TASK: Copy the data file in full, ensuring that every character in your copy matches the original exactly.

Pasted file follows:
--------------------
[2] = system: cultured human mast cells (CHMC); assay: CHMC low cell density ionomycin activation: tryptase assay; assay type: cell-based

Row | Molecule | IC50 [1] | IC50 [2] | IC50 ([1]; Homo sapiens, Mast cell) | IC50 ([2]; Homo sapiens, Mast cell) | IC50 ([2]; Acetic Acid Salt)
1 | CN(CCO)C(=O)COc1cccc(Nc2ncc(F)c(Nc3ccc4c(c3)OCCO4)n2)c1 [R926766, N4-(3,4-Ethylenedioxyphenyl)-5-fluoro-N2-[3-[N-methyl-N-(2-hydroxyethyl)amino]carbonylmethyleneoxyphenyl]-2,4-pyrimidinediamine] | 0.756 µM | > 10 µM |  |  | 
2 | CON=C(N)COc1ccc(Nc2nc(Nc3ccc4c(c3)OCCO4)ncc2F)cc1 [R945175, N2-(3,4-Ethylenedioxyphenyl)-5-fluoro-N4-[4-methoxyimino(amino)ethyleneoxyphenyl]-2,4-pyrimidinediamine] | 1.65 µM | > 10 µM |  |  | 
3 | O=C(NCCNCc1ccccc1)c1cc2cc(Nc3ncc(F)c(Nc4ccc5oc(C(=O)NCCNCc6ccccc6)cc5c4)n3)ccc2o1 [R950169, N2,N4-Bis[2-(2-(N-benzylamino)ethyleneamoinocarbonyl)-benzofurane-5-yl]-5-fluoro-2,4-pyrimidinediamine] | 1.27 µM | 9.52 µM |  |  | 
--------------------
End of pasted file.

[2] = system: cultured human mast cells (CHMC); assay: CHMC low cell density ionomycin activation: tryptase assay; assay type: cell-based

Row | Molecule | IC50 [1] | IC50 [2] | IC50 ([1]; Homo sapiens, Mast cell) | IC50 ([2]; Homo sapiens, Mast cell) | IC50 ([2]; Acetic Acid Salt)
1 | CN(CCO)C(=O)COc1cccc(Nc2ncc(F)c(Nc3ccc4c(c3)OCCO4)n2)c1 [R926766, N4-(3,4-Ethylenedioxyphenyl)-5-fluoro-N2-[3-[N-methyl-N-(2-hydroxyethyl)amino]carbonylmethyleneoxyphenyl]-2,4-pyrimidinediamine] | 0.756 µM | > 10 µM |  |  | 
2 | CON=C(N)COc1ccc(Nc2nc(Nc3ccc4c(c3)OCCO4)ncc2F)cc1 [R945175, N2-(3,4-Ethylenedioxyphenyl)-5-fluoro-N4-[4-methoxyimino(amino)ethyleneoxyphenyl]-2,4-pyrimidinediamine] | 1.65 µM | > 10 µM |  |  | 
3 | O=C(NCCNCc1ccccc1)c1cc2cc(Nc3ncc(F)c(Nc4ccc5oc(C(=O)NCCNCc6ccccc6)cc5c4)n3)ccc2o1 [R950169, N2,N4-Bis[2-(2-(N-benzylamino)ethyleneamoinocarbonyl)-benzofurane-5-yl]-5-fluoro-2,4-pyrimidinediamine] | 1.27 µM | 9.52 µM |  |  | 